At one point, he said "someday, we all, even the terrorists who hijacked the planes on 9/11, will be seated together at the great banquet table in heaven."

My jaw about hit the floor, but, looking around the sanctuary, all I saw were heads nodding in agreement! On the way out, filing past the minister, all the blind sheep were saying how wonderful the message was!

I later emailed him a question, asking if he meant to convey the idea that everyone eventually ends up in heaven. His reply was a definitive "yes", mis-using "there is no Jew or Greek" texts as the basis for his belief.

"A blind man cannot guide a blind man, can he? Will they not both fall into a pit?"

Tom W.

MJ said...

For another 9/11 related movie that is worth seeing, I recommend highly, "World Trade Center" with Nicholas Cage. Told from the perspective of Port Authority officers buried in the rubble. It's brilliantly done and if you watch the extras on the DVD, will see and hear from a couple of the actual men who experienced it. That Oliver Stone did this movie still astonishes me but I guess every Hollywood director can tell the truth at least once.

DJP said...

Absolutely right, MJ - on both counts.

In United 93, also, if you look down the cast listing, you see a great deal of "Himself" or "Herself."

Associate-to-the-Pastor said...

I was on my way to school to meet with my Poli-Sci teacher to study for an exam. I told him about the first plane, and he just kind said 'oh.' I left the room to put my instrument in the band room; by the time I came back (about 5 minutes) the second plane had hit, and he had canceled the exam and wheeled in a TV cart. Instead of going to my classes, our Poli Sci class watched the whole thing unfold together.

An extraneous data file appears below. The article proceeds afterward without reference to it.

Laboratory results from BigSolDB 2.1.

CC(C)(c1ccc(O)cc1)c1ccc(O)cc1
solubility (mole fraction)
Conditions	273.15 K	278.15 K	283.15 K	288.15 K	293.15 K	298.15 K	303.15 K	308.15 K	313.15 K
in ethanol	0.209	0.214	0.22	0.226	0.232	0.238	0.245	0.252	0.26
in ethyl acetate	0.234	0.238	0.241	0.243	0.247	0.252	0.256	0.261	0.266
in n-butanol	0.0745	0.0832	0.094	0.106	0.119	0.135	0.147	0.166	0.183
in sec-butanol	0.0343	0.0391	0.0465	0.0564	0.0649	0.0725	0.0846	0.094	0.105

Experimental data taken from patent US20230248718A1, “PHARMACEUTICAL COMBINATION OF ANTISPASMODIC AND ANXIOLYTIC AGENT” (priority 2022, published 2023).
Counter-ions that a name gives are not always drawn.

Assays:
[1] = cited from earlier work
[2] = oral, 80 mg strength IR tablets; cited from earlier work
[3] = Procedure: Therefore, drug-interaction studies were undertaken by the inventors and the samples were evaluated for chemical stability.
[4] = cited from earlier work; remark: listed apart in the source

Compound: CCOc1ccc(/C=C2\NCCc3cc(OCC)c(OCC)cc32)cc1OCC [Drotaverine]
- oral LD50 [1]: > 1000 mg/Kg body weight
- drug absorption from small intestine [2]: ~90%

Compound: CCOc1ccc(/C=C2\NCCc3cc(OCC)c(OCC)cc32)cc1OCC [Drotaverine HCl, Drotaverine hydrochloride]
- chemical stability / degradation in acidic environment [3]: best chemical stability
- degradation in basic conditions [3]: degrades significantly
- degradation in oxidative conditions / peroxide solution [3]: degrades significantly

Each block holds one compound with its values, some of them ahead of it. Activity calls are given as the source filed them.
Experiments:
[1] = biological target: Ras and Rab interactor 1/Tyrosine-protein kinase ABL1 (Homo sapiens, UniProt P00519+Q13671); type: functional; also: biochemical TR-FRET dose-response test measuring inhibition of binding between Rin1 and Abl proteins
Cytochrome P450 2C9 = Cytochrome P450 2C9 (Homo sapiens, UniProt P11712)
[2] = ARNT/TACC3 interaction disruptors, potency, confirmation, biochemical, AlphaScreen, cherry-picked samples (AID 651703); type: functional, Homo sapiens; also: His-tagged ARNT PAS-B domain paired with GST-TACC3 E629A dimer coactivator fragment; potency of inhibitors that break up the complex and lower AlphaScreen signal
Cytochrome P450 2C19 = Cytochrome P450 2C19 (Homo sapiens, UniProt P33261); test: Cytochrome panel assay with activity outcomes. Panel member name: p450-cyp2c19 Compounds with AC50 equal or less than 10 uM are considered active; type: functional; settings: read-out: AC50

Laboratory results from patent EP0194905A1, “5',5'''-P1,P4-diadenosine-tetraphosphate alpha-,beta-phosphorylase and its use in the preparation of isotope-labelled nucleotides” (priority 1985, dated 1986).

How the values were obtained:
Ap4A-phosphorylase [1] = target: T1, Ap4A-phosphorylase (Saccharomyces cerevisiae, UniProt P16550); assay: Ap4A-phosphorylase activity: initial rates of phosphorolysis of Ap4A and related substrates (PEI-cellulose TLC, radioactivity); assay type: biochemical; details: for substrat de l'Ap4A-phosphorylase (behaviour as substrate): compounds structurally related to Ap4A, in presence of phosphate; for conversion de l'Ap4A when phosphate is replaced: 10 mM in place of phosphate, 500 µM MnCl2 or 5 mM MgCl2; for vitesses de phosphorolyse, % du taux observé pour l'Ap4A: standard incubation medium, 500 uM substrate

threegirldad said...

On 09/11/2001, I was walking into a conference room for a "really important" meeting, just minutes after the first plane crashed. And I was preparing to do battle, so to speak, over an IT policy issue...because it was, you know, really important. When a couple of people came in to announce what had happened, I figured that it just had to be mistake, an exaggerated news report gone completely wild.

Once I realized that I was wrong, that meeting, and the issue I was so passionate about, suddenly became much less important (and the meeting was postponed to another day).